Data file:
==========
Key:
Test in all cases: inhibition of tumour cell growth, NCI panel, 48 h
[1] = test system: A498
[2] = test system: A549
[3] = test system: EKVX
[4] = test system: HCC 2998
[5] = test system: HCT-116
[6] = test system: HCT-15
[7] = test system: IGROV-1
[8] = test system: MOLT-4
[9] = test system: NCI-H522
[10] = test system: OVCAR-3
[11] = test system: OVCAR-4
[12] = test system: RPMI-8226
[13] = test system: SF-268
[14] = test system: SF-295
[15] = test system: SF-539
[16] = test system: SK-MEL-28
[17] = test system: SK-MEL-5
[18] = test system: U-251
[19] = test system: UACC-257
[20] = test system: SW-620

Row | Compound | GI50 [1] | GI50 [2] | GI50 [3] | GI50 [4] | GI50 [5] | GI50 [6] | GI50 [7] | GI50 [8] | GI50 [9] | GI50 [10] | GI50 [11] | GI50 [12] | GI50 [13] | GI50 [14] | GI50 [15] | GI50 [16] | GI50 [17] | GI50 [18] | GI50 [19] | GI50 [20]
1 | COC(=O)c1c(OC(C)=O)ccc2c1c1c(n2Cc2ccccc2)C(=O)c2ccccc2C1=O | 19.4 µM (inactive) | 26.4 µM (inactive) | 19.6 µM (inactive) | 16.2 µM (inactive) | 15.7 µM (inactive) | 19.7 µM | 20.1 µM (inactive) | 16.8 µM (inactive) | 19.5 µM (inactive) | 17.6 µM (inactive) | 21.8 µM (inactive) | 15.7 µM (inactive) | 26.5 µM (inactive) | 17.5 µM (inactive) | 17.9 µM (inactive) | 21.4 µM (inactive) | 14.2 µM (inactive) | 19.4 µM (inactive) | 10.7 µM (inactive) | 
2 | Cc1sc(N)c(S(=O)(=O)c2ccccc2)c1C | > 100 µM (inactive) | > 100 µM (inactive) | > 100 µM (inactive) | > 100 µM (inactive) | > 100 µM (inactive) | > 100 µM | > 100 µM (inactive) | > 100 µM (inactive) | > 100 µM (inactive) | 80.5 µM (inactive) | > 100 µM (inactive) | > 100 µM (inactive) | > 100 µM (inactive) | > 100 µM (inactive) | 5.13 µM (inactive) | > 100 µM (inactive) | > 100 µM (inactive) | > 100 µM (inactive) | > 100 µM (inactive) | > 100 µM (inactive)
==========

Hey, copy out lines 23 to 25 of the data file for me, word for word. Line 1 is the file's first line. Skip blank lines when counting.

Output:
Row | Compound | GI50 [1] | GI50 [2] | GI50 [3] | GI50 [4] | GI50 [5] | GI50 [6] | GI50 [7] | GI50 [8] | GI50 [9] | GI50 [10] | GI50 [11] | GI50 [12] | GI50 [13] | GI50 [14] | GI50 [15] | GI50 [16] | GI50 [17] | GI50 [18] | GI50 [19] | GI50 [20]
1 | COC(=O)c1c(OC(C)=O)ccc2c1c1c(n2Cc2ccccc2)C(=O)c2ccccc2C1=O | 19.4 µM (inactive) | 26.4 µM (inactive) | 19.6 µM (inactive) | 16.2 µM (inactive) | 15.7 µM (inactive) | 19.7 µM | 20.1 µM (inactive) | 16.8 µM (inactive) | 19.5 µM (inactive) | 17.6 µM (inactive) | 21.8 µM (inactive) | 15.7 µM (inactive) | 26.5 µM (inactive) | 17.5 µM (inactive) | 17.9 µM (inactive) | 21.4 µM (inactive) | 14.2 µM (inactive) | 19.4 µM (inactive) | 10.7 µM (inactive) | 
2 | Cc1sc(N)c(S(=O)(=O)c2ccccc2)c1C | > 100 µM (inactive) | > 100 µM (inactive) | > 100 µM (inactive) | > 100 µM (inactive) | > 100 µM (inactive) | > 100 µM | > 100 µM (inactive) | > 100 µM (inactive) | > 100 µM (inactive) | 80.5 µM (inactive) | > 100 µM (inactive) | > 100 µM (inactive) | > 100 µM (inactive) | > 100 µM (inactive) | 5.13 µM (inactive) | > 100 µM (inactive) | > 100 µM (inactive) | > 100 µM (inactive) | > 100 µM (inactive) | > 100 µM (inactive)